Director: Christophe Gans
Screenplay: Stéphane Cabel, Christophe Gans
Starring: Samuel Le Bihan, Mark Dacascos, Jérémie Renier, Vincent Cassel, Émilie Dequenne, Monica Bellucci
Country: France
Running Time: 151 min
Year: 2001
BBFC Certificate: 15

In 2001, StudioCanal released Brotherhood of the Wolf unto the world, a period genre-movie hybrid, based on actual accounts from 18th Century France. On paper, this unusual blend of gothic horror, swashbuckler, martial-arts movie and bodice-ripping romance shouldn’t work. However, the film, directed by Christophe Gans, garnered largely positive reviews and proved to be a hit with audiences too, becoming one of the biggest international box office successes for a French film.

The film’s popularity was aided by the fact that there was a big boom of interest in stylishly shot movies featuring martial arts, following the huge success of The Matrix and Crouching Tiger, Hidden Dragon and others. I was riding that wave too, back then, hoovering up any kung-fu-heavy films I could find, newly discovering a great love of the martial arts genre. So, of course, I caught The Brotherhood of the Wolf as soon as I could.

I enjoyed the film a lot back then but, for whatever reason, haven’t revisited it for a long time since those first couple of viewings. So, when StudioCanal announced they’d be re-releasing the film in its Director’s Cut, with a new 4K remastered print, I leapt at the chance to review it.

Brotherhood of the Wolf is set in the year 1764 (other than framing scenes set during the revolution) in the picturesque region of Gevaudan in France, where a series of brutal killings terrorizes the local population. A mysterious and deadly creature, resembling a giant wolf, is believed to be responsible for the carnage. As panic spreads, the king sends the renowned naturalist and taxidermist, Grégoire de Fronsac (Samuel Le Bihan), to investigate and eliminate the beast.

Accompanied by his loyal companion, Mani (Mark Dacascos), a Native American Iroquois, Fronsac arrives in Gevaudan, where he is immediately met with suspicion and resistance from the superstitious villagers. However, he soon befriends Jean-François (Jérémie Renier), the local Marquis d’Apcher, and also falls head over heals for the beautiful noblewoman Marianne (Émilie Dequenne). Fronsac attempts to woo her, much to the dismay of her father and brother Jean-François (Vincent Cassel), the latter of whom is a famed hunter who seems bitter and twisted due to losing his arm.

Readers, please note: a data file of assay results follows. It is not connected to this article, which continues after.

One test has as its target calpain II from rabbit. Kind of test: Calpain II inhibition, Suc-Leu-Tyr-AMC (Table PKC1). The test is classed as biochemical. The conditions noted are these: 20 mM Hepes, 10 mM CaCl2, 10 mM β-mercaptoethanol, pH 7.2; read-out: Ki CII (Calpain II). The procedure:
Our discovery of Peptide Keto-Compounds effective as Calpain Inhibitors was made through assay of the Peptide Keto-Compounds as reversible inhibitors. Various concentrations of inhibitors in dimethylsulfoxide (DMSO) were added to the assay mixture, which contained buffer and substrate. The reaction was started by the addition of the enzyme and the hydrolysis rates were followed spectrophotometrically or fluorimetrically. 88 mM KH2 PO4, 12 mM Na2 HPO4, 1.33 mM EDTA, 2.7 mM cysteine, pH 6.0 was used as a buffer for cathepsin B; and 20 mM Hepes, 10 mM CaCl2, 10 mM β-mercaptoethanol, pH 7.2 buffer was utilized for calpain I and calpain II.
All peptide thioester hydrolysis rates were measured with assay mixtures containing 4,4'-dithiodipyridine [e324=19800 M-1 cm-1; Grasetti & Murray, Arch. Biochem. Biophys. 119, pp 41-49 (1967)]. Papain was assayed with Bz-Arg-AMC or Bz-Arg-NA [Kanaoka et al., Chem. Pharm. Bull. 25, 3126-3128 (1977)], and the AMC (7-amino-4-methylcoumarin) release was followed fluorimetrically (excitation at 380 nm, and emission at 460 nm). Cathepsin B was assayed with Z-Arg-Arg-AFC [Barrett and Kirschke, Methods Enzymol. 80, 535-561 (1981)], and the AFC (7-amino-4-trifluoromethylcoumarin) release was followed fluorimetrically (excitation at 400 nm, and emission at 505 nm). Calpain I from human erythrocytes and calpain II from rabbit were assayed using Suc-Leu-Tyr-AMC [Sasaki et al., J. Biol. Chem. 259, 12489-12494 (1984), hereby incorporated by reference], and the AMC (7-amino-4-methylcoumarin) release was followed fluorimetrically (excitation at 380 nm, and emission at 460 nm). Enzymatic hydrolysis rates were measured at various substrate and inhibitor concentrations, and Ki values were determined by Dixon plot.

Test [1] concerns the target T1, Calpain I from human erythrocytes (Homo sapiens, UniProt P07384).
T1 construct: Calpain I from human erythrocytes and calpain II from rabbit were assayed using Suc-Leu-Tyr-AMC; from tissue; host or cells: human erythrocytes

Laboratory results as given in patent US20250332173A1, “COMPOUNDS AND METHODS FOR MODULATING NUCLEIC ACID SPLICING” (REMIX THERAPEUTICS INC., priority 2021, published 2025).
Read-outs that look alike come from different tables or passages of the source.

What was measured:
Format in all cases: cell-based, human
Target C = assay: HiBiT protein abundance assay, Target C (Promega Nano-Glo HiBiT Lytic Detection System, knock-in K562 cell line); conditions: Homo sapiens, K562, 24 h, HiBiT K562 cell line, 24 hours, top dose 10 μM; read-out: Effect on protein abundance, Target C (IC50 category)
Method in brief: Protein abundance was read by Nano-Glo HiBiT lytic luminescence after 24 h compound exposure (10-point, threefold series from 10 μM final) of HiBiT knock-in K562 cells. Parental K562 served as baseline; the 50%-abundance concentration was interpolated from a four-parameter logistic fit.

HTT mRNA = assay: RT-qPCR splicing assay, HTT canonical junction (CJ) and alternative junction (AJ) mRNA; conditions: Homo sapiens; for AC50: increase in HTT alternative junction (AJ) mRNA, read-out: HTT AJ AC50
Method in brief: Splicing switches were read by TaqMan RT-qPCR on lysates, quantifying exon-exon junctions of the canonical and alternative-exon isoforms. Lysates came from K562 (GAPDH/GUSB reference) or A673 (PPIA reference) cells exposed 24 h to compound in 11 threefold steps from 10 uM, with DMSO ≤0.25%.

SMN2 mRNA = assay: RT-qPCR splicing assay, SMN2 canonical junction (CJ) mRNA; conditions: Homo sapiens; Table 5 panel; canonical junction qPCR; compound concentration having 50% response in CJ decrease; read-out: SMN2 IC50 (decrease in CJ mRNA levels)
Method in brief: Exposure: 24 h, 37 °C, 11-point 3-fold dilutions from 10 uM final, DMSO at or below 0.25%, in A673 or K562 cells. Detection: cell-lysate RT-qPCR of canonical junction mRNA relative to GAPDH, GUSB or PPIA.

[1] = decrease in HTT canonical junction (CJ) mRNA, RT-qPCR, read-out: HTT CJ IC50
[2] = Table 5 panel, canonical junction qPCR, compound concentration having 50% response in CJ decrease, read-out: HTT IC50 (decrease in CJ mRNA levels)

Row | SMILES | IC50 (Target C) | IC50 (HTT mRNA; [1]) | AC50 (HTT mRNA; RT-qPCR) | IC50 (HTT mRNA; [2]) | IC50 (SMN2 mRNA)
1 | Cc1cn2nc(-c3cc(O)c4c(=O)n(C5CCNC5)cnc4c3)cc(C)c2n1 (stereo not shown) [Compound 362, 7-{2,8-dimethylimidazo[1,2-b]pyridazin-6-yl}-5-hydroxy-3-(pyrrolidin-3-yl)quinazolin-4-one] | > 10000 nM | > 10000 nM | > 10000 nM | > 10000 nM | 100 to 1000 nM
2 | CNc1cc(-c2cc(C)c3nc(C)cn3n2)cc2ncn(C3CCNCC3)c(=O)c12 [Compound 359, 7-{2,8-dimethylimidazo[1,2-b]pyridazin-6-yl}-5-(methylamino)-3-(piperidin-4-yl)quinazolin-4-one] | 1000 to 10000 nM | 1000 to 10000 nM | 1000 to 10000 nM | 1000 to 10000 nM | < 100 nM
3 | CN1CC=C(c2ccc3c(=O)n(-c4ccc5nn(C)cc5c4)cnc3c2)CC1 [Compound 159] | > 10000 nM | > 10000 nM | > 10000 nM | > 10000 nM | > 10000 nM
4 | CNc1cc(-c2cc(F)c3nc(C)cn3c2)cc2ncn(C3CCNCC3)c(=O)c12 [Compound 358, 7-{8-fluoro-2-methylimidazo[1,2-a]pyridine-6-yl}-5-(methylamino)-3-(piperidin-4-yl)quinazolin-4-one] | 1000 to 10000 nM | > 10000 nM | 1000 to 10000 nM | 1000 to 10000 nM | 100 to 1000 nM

As Fronsac and Mani investigate the incidents around the area, they become inclined to believe that this ‘beast’ is far from the large wolf many claim it to be and it may, in fact, have a human owner controlling its actions. This idea is dismissed by most though, as the local dignitaries push on with the senseless slaughter of the local wolf population.

Meanwhile, Fronsac becomes bewitched by the enigmatic courtesan, Sylvia (Monica Bellucci). This, as you might imagine, causes some friction in the relationship he’s developed with Marianne. Sylvia’s intentions are not clear though and being with her causes Fronsac to experience some frightening dreams.

I don’t whether it’s just the fact that I’ve seen an awful lot more martial arts movies since I last saw Brotherhood of the Wolf or that I wasn’t in the right frame of mind when I rewatched it recently, but the film didn’t quite live up to my memory of it.

Don’t get me wrong, I still enjoyed Brotherhood of the Wolf. It’s a sumptuous and action-packed romp. However, a few seams appeared to be showing this time around.

Gans, in his commentary included on this disc, admits he prefers the first half of the film to the second. I’d agree with that. Whilst the action effectively ramps up towards the end, the storytelling becomes convoluted and some character shifts are less convincing. The first half keeps things simple and this works in its favour, because the film, in essence, is something best appreciated at surface value. It’s not a deep, thought-provoking affair. As such, the epic length of the film feels unwarranted, even if it can hardly be called slow.